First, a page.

A financial blog posted that the private equity firm backing wine.com is “dumping their failed investment” in the company. Wine.com CEO claims the company “is doing fine” and has grown revenue to $75 million although he cites the “challenging” space that is wine online retail.
The blog, Growth Capitalist, reports that Baker Capital has retained Credit Suisse to shop their stake. One prospective buyer took a pass they report. The blog confirms the top-line figure but says that the company has yet to make a profit, so “bankers are left with little more than a nifty domain name to sell.” Venturebeat.com picked up the thread and says that the company’s “most reliable revenue model” involves the sale of gift baskets.
CEO Rich Bergsund hit back at the sale rumors, saying that the company hasn’t received outside funding since 2007 and has been cash-flow positive since 2009. He did elaborate on the difficulties endemic to the space: “wine is a challenging category online, due to regulatory constraints, shipping heavy glass bottles, extreme weather concerns and adult signatures required for delivery.” His full reply follows after the jump. On Venture Beat, Bergsund denied that the company was worth little more than the domain name–if it were true, he joked, he’d be the first to buy it.
by Rich Bergsund
July 2, 2013
I’ve received several calls and emails today about a blog post full of false information about Wine.com. I’d normally ignore something like this and get on with my day, but my team has worked too hard building Wine.com to not respond.
Is Wine.com for sale?
We’re majority owned by a private equity fund that makes money by buying and selling companies. So we’re basically always for sale and that has always been the case. Beyond that, we never comment on specific M&A or funding activity because that’s private business.
Is Wine.com struggling?
There’s no question wine is a challenging category online, due to regulatory constraints, shipping heavy glass bottles, extreme weather concerns and adult signatures required for delivery. So the answer to this question has three parts:
Part 1 – pre turnaround
This company was founded as eVineyard.com in 1998 by Mike Osborn, who runs our Merchandising to this day, and has developed deep, trusting relationships with our hundreds of suppliers and wholesalers.
There was a lot of failed investment activity in online wine in the late 1990’s (see timeline below), but eVineyard was on the sidelines in Portland, going slower, trying to figure out the right business model. When the original Wine.com combined with Virtual Vineyards and WineShopper, then all went out of business in 2001, eVineyard bought the Wine.com and WineShopper names.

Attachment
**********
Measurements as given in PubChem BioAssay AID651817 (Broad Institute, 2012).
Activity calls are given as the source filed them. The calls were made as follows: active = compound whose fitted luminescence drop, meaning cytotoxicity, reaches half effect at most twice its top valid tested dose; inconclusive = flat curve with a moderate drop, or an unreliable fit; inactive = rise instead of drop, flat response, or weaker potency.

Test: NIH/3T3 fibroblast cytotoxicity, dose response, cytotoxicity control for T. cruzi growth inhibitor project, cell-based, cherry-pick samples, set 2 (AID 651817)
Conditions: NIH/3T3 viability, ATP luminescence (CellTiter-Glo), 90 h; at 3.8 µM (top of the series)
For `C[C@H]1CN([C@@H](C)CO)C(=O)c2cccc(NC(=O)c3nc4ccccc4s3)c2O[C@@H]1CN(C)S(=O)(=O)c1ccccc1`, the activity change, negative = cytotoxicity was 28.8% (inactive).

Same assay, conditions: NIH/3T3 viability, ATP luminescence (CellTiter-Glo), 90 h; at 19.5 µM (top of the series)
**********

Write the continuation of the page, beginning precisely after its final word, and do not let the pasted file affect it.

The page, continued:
Yesterday’s blog post provided quotes from people running the company from 2002 to fall of 2005 (the blogger from Growth Capitalist didn’t call me, by the way). As of fall 2005, the company was losing $15M of EBITDA on $35 million in revenue, and had a break-even point of over $200 million in revenue.
So yes, you bet Wine.com was struggling.
Part 2 – turnaround
I joined Mike and his team in 2006 because I saw a category that consumers wanted to buy online, healthy customer and supplier relations and a great team that had been mismanaged. We got to work on our cost structure, reducing our break-even point from over $200 million in revenue to $45 million. Then we went to work on our customer experience – adding to our wine assortment, improving our pricing & value, making delivery more convenient and reliable, and adding tools and content to give customers confidence in their wine buying decisions. In fall of 2007 we took in our last round of external financing, $5 million, and have been self-sufficient ever since.
Despite the recession, we turned cash flow positive in 2009 and EBITDA positive in 2010 on $45 million in revenue. We closed our fiscal year in March 2011 with $1.9 million in cash flow on revenue of $56 million.
Turnaround complete – Wine.com no longer struggling.
Part 3 – growth
Now the fun part. We decided (with our board) to re-invest all cash generated from internal operations into laying the foundation for future growth. Wine is underpenetrated online, and it’s a $35 billion category in the US. What investments could we make in our customer experience that would create greater loyalty and growth?
We doubled our selection of 90 point scoring wines under $20, grew our fine wine & collectibles, added Bordeaux futures and our Collector Concierge service, revamped our gift sets & baskets, introduced same-day shipment, weather-safe shipping and date-certain delivery, launched our ipad app, mobile site and WineShopper daily deal site, and created our Steward-Ship loyalty program ($49 for a year of unlimited shipping).
Customers responded. Over the last four years, website traffic grew 2.4 times to over 15.6 million visits. Bottles sold and shipped nearly doubled to 2.7 million. Lifetime customer value grew 50%. And revenue grew 70% to $75 million. All while inventory turns increased to 12 times and net fulfillment cost per order dropped by 75%.
Double-digit growth continues today, and we’re more bullish than ever about our innovation pipeline.
If Wine.com is doing fine, what’s up with this blog post?
You’ve got me. The blogger didn’t contact me to check her facts, and only seems to have spoken with a couple unhappy people who I don’t even know who worked here nearly a decade ago. All I can say is the Wine.com team has moved on from whatever drama occurred under their watch. And we’re excited to continue to innovate, wow our customers and partner with our suppliers for many years to come.
July 2, 2013